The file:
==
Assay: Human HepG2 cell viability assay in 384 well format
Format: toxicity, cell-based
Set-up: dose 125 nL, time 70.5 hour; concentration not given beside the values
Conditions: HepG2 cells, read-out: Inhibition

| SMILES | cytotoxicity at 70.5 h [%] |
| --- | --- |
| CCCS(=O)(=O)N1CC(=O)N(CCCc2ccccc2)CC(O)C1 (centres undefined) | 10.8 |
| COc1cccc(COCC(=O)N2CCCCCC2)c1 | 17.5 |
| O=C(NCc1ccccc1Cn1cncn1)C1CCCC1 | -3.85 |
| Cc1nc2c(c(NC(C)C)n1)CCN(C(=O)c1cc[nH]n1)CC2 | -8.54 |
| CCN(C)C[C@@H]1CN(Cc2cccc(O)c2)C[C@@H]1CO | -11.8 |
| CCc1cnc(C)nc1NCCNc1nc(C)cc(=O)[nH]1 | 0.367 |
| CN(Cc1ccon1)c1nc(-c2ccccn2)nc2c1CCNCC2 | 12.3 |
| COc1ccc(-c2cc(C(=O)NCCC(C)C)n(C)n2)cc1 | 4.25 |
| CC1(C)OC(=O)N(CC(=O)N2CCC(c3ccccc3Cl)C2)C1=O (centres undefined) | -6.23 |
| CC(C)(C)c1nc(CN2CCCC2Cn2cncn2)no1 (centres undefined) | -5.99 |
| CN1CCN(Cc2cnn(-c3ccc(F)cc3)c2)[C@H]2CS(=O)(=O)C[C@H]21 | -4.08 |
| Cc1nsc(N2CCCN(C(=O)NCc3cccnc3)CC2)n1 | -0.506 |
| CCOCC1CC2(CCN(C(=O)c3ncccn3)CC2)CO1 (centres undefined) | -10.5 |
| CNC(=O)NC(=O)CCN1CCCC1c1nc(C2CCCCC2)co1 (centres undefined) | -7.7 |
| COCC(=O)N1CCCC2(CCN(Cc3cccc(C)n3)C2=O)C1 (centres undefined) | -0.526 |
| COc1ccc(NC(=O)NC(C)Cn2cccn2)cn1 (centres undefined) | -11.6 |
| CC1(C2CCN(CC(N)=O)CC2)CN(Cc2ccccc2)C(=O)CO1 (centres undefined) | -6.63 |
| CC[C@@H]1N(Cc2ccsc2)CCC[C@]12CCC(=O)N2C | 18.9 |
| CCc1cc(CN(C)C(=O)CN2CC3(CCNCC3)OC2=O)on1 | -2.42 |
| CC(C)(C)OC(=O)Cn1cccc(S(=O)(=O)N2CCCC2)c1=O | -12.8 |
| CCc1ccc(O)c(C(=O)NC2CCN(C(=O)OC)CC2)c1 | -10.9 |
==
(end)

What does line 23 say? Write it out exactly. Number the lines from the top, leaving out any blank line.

| CC1(C2CCN(CC(N)=O)CC2)CN(Cc2ccccc2)C(=O)CO1 (centres undefined) | -6.63 |